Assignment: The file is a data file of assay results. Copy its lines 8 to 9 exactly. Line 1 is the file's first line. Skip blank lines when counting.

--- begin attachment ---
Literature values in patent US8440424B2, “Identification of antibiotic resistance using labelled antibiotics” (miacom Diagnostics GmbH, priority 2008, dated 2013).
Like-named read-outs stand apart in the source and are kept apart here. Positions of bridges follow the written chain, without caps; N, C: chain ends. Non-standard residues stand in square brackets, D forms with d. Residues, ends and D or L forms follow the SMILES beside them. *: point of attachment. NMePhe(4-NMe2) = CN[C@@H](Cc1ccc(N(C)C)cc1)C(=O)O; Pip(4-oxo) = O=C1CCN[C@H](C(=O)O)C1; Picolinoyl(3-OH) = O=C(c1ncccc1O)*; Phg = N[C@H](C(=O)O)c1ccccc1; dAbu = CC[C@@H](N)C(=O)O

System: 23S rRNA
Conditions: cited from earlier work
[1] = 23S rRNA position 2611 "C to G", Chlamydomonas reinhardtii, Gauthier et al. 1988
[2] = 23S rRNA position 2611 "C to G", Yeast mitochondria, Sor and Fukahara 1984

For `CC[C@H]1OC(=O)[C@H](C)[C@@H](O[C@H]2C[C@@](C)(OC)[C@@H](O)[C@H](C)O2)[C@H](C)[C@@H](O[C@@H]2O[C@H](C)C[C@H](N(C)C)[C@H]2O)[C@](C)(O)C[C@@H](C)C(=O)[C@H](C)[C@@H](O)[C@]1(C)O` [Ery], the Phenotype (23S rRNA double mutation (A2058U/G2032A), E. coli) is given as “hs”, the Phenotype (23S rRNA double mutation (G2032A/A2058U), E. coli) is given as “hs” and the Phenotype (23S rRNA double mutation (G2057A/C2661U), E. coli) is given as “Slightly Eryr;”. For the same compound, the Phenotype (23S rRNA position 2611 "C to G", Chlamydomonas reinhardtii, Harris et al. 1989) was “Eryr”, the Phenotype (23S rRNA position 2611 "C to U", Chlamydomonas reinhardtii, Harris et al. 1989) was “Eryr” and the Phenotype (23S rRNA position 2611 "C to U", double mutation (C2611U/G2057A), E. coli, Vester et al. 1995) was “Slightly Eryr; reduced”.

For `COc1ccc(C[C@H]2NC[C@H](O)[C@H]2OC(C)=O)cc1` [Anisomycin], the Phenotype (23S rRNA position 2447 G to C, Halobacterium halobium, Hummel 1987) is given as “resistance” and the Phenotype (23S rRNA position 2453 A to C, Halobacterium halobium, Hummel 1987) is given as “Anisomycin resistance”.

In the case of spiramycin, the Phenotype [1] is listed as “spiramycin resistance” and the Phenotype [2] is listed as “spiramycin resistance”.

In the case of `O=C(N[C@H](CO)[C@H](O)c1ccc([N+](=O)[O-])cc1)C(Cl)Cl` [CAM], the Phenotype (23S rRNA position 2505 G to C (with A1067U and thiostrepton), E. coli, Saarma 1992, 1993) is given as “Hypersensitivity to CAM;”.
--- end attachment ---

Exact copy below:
For `COc1ccc(C[C@H]2NC[C@H](O)[C@H]2OC(C)=O)cc1` [Anisomycin], the Phenotype (23S rRNA position 2447 G to C, Halobacterium halobium, Hummel 1987) is given as “resistance” and the Phenotype (23S rRNA position 2453 A to C, Halobacterium halobium, Hummel 1987) is given as “Anisomycin resistance”.

In the case of spiramycin, the Phenotype [1] is listed as “spiramycin resistance” and the Phenotype [2] is listed as “spiramycin resistance”.